Closing the justice gap requires a variety of strategies, including the following: make legal practice training less costly, apply smarter business processes to law practice, ensure nonlawyers delivering legal services adhere to ethical standards of the profession, and adapt creative technology in the delivery of legal services. However, the answers do not lie simply in connecting people with more lawyers in a more cost-effective manner to help them with their legal problems and navigate court processes. Closing the justice gap also requires educating and helping people avoid legal problems.
Michigan has a head start in closing the justice gap. The Internet offers a powerful new tool to connect wary and cost-conscious consumers with appropriate, quality legal services. Michigan already has three dynamic and innovative points of entry from which to build a credible, and resource-rich platform: courts.mi.gov, MLH, and SBM's searchable, enhanced profile directory.
Listening to Voices of Change
Lynn P. Chard. Dysfunction explained. (0:3:12)
Lynn P. Chard. Underemployed lawyers. (0:0:10)
Angela Tripp. Triage. (0:1:59)
Angela Tripp. Self-help centers. (0:1:11)
Hon. Cynthia D. Stephens. Unbundling. (0:2:21)
Christopher G. Hastings. LLLTs. (0:1:23)
Lynn P. Chard. Specialty certification. (0:4:16)
Angela Tripp. Legal health check-up tool. (0:0:35)
Josh Blackman. Assisted decision making big data & the law (Nov 2012). (1:03:53)
What 21st Century Task Force & Committee Members Had to Say
"We have a very significant underserved legal marketplace—people who want legal services and can't afford them, and others who are willing to pay for legal services but not at the rate or in the style that traditional lawyers and the hourly fee are providing to them. When that happens you have disruptive innovation. That's what's happening in the legal marketplace now."
Lynn P. Chard, Practice Committee
"The reality is that hourly fee billing encourages long work and not necessarily diligent work, which is clearly not in the best interest of the client and ripe for abuse for some. I see that as the problem that needs to be reconciled, addressed and remedied."
Matthew R. Newburg, Regulatory Committee
"The Task Force is recommending we create a triage portal available online and accessed by individuals or advocates and using expert systems and logic trees to guide them through questions and direct them to a point along a continuum where they can best be served. One of the ways we are trying to achieve 100% access is to consider legal needs on that continuum, where on one end a person gets nothing, on the other end they have full representation for all aspects of their case. There are many resources between like Michigan Legal Help, legal advice from an attorney, help from a lay navigator or a legal assistance center, and representation by a legal aid or pro bono lawyer to get everyone to the right place along the continuum, given their needs and their available resources."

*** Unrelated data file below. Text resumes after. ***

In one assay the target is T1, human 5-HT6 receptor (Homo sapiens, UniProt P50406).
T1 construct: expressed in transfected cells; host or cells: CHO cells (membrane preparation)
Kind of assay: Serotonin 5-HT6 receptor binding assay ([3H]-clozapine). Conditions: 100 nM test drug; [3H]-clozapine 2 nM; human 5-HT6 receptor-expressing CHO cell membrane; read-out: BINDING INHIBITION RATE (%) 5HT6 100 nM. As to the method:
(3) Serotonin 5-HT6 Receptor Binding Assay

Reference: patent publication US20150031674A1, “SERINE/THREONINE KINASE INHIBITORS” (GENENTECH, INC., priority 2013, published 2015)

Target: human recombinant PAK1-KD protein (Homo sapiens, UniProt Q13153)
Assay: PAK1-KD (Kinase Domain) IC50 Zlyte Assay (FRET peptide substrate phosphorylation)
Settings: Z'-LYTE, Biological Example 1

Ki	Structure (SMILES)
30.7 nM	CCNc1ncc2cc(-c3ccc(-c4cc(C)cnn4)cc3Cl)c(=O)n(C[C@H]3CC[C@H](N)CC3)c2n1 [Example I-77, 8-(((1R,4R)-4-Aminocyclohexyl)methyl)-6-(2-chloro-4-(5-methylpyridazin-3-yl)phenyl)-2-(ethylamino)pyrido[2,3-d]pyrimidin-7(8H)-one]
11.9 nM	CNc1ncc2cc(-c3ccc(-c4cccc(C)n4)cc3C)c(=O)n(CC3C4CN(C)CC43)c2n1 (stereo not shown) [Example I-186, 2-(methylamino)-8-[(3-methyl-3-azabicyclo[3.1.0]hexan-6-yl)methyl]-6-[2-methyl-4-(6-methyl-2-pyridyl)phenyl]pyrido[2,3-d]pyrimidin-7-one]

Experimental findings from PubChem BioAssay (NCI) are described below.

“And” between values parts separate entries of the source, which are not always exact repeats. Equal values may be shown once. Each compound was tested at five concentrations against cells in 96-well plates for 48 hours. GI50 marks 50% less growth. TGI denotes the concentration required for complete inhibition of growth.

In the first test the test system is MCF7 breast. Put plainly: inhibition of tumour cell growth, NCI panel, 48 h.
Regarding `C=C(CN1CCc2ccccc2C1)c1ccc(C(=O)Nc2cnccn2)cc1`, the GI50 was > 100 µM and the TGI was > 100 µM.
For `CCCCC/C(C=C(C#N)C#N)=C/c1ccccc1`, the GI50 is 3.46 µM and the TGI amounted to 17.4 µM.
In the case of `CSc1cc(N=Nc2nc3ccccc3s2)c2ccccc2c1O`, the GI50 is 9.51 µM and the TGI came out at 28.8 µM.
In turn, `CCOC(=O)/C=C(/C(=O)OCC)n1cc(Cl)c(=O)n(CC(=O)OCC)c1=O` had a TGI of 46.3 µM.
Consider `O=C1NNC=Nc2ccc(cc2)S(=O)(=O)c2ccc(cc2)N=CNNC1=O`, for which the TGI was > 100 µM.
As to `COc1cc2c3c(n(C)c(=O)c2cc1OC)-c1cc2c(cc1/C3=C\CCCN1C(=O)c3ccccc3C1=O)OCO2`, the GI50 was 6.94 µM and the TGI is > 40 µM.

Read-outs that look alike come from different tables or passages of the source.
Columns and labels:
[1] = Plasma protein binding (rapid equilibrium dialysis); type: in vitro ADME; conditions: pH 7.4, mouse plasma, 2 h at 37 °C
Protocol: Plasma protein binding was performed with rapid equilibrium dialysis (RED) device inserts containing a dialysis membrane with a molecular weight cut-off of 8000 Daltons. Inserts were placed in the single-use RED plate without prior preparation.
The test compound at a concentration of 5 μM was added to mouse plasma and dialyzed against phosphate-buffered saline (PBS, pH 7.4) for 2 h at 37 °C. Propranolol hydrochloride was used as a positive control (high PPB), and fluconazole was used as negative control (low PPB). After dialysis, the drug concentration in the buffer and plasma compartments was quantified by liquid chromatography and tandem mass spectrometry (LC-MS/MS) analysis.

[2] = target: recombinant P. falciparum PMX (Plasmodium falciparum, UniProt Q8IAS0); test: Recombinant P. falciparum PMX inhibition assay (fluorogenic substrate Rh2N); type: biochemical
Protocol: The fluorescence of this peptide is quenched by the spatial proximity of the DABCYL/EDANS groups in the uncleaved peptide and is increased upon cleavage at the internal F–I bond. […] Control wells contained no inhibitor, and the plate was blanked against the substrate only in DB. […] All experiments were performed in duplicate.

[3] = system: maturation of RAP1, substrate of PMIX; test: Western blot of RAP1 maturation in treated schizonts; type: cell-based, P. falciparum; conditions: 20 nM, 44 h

Angela Tripp, Access & Affordability Committee
"The Task Force's recommendation to create a more open and objective standard for achieving specialty certification is important to maintaining a high quality of legal services. Its design will also serve another critical role as it is more likely to lead to greater diversity in the lawyers obtaining specialty certification in practice areas. This diversity in turn will lead to greater access for the underserved."
Hon. Cynthia D. Stephens, Regulatory Committee
"The legal profession is going through a cultural shock similar to that of the medical profession. The practice of both medicine and law is directly impacted by the internet. Lawyers who do not want to adapt to this ubiquitous reality need to be challenged and assisted to adapt."
Carl E. Ver Beek, Regulatory Committee